If I Had a Hammer

Lesson Plan


Children will explore what it feels like to hammer. They will then look at and talk about the Nkisi and all of the metal pieces hammered into the sculpture.

Intended Age Group

Early childhood (ages 3-5)

Length of Lesson

One 30 minute lesson

Standards Area

Visual Arts


Students will be able to:

  • hold and use a plastic hammer/mallet to hit an object;
  • count to at least five; and
  • identify that the Nkisi is made of wood with metal pieces hammered into it.


  1. Warm-up: Have children hammer pegs into a toy work bench if you have one; if not, have the children use soft plastic mallets to hammer colored dots drawn on a piece of paper. Ask the children: What does it feel like to hammer? Does it make music?
  2. Show them the picture of the Nkisi Nkondi. Ask them what they see (notice the human figure and face, the colors of the wood, the metal pieces, the termite damage). Ask the children: How do you think the metal pieces were put into the figure? How are they different from what you hammered?
  3. Help the children count as many metal pieces as they can in the figure. As you count, have each child take a turn putting a dried piece of macaroni/bean into the can for each piece counted.
  4. Find something in the classroom shaped like the metal pieces and something made of metal. Use the plastic mallets to tap something made of wood and something made of metal. Compare the sounds they make.


  • Plastic hammer/mallet
  • 11 x 17 inch paper with 2-inch drawn dots scattered around on it or toy tool bench
  • One large tin can
  • One bag of some type of dried macaroni or dried beans (depending on the ages of your students)
  • About the Art section on the Nkisi Nkondi (included with the lesson plan)
  • One color copy of the sculpture for every four children, or the ability to project the image onto a wall or screen


CO Standards

  • Visual Arts
    • Observe and Learn to Comprehend
    • Relate and Connect to Transfer
  • Language Arts
    • Oral Expression and Listening

21st Century Skills

  • Critical Thinking & Reasoning
  • Information Literacy
  • Self-Direction

About the Art

Nkisi Nkondi

Nkisi Nkondi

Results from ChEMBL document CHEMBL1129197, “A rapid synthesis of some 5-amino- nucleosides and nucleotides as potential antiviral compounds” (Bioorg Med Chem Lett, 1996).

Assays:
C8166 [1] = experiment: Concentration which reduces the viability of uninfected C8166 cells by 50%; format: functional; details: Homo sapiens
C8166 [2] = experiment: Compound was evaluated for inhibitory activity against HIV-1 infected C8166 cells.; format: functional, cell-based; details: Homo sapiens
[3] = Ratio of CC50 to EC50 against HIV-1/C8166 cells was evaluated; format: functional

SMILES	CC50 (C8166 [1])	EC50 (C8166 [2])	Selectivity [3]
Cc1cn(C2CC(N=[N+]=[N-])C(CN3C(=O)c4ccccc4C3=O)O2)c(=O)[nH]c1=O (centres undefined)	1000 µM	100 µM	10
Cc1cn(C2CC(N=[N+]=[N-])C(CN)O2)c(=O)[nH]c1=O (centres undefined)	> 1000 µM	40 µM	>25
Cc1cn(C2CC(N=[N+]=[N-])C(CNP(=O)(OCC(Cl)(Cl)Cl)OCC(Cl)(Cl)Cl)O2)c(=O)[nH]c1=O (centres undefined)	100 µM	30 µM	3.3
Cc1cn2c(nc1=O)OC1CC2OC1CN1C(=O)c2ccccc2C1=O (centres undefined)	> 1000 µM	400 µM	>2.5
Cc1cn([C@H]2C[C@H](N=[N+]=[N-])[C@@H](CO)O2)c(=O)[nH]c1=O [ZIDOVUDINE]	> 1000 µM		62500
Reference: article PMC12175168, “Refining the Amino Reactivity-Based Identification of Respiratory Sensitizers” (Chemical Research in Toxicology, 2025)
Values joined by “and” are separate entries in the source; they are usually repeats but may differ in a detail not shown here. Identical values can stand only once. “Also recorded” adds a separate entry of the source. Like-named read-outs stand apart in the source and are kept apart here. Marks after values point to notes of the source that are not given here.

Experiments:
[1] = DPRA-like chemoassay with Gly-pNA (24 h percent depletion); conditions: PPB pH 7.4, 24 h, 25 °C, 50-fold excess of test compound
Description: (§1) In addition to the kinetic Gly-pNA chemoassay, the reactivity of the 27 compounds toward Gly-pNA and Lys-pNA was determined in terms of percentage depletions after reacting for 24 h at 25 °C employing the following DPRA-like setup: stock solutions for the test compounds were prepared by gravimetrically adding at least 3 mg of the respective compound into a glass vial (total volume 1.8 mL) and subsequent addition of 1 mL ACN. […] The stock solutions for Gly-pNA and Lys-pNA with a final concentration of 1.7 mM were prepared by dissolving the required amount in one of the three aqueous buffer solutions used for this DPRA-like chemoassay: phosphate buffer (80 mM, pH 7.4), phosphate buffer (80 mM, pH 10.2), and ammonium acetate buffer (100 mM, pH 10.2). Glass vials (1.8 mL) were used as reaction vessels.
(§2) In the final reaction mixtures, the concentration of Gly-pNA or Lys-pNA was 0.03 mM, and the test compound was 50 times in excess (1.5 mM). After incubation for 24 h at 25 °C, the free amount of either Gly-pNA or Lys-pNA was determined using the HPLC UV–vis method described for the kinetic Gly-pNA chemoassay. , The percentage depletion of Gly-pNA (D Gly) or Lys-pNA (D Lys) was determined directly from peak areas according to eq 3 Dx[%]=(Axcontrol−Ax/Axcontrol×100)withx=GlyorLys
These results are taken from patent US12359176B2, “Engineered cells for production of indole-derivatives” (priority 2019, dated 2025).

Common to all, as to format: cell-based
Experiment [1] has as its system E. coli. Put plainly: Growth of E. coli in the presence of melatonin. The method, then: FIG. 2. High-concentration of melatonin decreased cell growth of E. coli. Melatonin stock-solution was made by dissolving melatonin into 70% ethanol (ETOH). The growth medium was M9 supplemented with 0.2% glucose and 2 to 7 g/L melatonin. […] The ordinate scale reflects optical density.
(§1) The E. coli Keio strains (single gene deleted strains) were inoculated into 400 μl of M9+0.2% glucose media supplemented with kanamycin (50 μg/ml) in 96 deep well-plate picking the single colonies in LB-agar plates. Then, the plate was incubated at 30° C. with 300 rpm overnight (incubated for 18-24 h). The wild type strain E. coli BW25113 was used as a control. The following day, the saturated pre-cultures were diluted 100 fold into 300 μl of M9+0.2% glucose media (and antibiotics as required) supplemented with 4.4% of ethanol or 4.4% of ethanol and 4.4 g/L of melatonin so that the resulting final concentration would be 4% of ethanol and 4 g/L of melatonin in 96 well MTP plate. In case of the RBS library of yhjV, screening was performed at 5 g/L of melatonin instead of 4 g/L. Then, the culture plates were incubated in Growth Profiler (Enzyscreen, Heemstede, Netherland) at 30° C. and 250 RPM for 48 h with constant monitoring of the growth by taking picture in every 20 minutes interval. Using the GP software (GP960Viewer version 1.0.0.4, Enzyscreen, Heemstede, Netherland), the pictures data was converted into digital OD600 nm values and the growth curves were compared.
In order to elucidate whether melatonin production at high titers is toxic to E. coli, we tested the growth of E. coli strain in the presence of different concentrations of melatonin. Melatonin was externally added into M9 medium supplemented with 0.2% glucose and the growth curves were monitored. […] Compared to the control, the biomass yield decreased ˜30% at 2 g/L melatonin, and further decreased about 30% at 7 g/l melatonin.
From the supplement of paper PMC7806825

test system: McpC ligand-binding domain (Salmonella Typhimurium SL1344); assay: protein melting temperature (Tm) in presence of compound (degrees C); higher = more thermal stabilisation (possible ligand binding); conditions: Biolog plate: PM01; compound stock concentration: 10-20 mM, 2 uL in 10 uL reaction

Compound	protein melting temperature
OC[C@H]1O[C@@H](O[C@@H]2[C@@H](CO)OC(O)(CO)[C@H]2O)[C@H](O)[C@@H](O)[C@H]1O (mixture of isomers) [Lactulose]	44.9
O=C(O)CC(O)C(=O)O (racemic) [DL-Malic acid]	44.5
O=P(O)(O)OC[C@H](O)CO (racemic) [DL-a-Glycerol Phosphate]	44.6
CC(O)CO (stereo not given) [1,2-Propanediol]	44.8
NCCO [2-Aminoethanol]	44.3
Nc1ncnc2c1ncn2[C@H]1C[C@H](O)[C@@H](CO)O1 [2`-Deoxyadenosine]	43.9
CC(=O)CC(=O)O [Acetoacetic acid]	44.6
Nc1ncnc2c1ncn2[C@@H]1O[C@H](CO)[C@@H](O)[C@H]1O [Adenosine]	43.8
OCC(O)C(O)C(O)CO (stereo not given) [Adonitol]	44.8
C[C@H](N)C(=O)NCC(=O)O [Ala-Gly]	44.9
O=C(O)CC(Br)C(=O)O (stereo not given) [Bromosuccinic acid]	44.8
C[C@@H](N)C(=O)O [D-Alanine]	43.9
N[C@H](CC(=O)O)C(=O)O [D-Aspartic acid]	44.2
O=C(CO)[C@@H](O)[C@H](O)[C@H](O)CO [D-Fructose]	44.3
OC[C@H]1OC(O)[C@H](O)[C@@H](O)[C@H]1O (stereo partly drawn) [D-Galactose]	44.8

Artist not known, Democratic Republic of Congo

Who Made It?

This sculpture comes from the Democratic Republic of Congo in Central Africa. We do not know the name of the sculptor who carved this particular object. An nkisi [en-KEE-see] is the result of a collaboration between a sculptor and an nganga [en-GONG-ga]. An nganga is a ritual specialist, a healer, and a mediator. Upon request, a sculptor would carve an nkisi in the form of a man, woman, or animal. Whatever the form, it is crucial that the figure suggests aggressiveness. Protruding tongue, hands on hips, wide eyes, and an open mouth are common aggressive details used by sculptors. Once the sculpture was completed, the nganga performed rituals and attached objects to enhance the nkisi’s power.

What Inspired It?

This nkisi is a device, record keeper, or tool for dealing with social issues. Minkisi (plural) have both public and private functions. Historically, they were used by individuals, families, or whole communities to destroy or weaken harmful forces, prevent or cure illnesses, ward off bad deeds, solidify contracts or oaths, and resolve arguments. Nkisi are intended to create a frightening effect; it is the sculptor’s job to create an image that implies force.

Ritual experts, or nganga, mediated between conflicting parties and aided individuals seeking help. In the case of a dispute, a representative from each side of the conflict would hammer a piece of metal into the nkisi figure. In disputes over land, for example, sealing an oath by hammering a nail into the nkisi would be sufficient to secure the land for generations. Contracts and personal vows could also be confirmed in this manner. A person’s word was sealed by attaching a personal item, usually drawn from their body—a piece of cloth, hair, or even saliva—to the nail or blade before it was hammered into the figure. Each party is then bound to honor the terms of the agreement. Nganga would memorize the circumstances attached to each nail and blade. In cases where an nganga was asked to cancel a vow, it was crucial not to remove the wrong nail, since each nail concealed an oath or agreement.



This figure is carved from wood that now appears to have some termite damage, particularly on the body. There are very faint traces of color on the face in black, white, and yellow. Thin lines have been carved above the eyes to form eyebrows.


In general, minkisi vary in size. This sculpture is about two feet tall. Smaller sculptures were owned by individuals, while life-size figures belonged to a village or community.

Male Figure
Male Figure

This nkisi is carved in the form of a male figure. Not all nkisi are male, some are carved in the form of women and others appear to be animals. The figure’s knees are bent and he is missing his arms and hands. His mouth is slightly pursed and it looks as though his eyes are closed.


Sculptures were activated by driving nails or other pieces of metal into them. The nkisi would recognize the parties involved by traces of their saliva or other personal items attached to the metal.

Funding for lesson plans provided by a grant from the Morgridge Family Foundation. Additional funding provided by the William Randolph Hearst Endowment for Education Programs, and Xcel Energy Foundation. We thank our colleagues at the University of Denver Morgridge College of Education.